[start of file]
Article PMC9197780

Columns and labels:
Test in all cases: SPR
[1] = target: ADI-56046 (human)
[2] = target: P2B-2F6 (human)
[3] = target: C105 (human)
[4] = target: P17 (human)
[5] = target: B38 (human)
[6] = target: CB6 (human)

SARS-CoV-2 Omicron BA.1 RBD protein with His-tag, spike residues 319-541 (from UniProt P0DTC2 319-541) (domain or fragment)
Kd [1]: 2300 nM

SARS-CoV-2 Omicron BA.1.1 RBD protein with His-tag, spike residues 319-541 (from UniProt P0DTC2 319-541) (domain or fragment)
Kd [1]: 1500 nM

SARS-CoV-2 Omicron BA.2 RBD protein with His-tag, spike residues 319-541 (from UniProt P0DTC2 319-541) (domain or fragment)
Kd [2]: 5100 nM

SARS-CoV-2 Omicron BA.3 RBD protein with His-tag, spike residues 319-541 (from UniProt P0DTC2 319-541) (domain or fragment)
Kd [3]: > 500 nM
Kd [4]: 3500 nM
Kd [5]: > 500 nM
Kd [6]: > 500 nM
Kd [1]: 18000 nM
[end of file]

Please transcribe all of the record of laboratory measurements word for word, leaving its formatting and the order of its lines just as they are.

Article PMC9197780

Columns and labels:
Test in all cases: SPR
[1] = target: ADI-56046 (human)
[2] = target: P2B-2F6 (human)
[3] = target: C105 (human)
[4] = target: P17 (human)
[5] = target: B38 (human)
[6] = target: CB6 (human)

SARS-CoV-2 Omicron BA.1 RBD protein with His-tag, spike residues 319-541 (from UniProt P0DTC2 319-541) (domain or fragment)
Kd [1]: 2300 nM

SARS-CoV-2 Omicron BA.1.1 RBD protein with His-tag, spike residues 319-541 (from UniProt P0DTC2 319-541) (domain or fragment)
Kd [1]: 1500 nM

SARS-CoV-2 Omicron BA.2 RBD protein with His-tag, spike residues 319-541 (from UniProt P0DTC2 319-541) (domain or fragment)
Kd [2]: 5100 nM

SARS-CoV-2 Omicron BA.3 RBD protein with His-tag, spike residues 319-541 (from UniProt P0DTC2 319-541) (domain or fragment)
Kd [3]: > 500 nM
Kd [4]: 3500 nM
Kd [5]: > 500 nM
Kd [6]: > 500 nM
Kd [1]: 18000 nM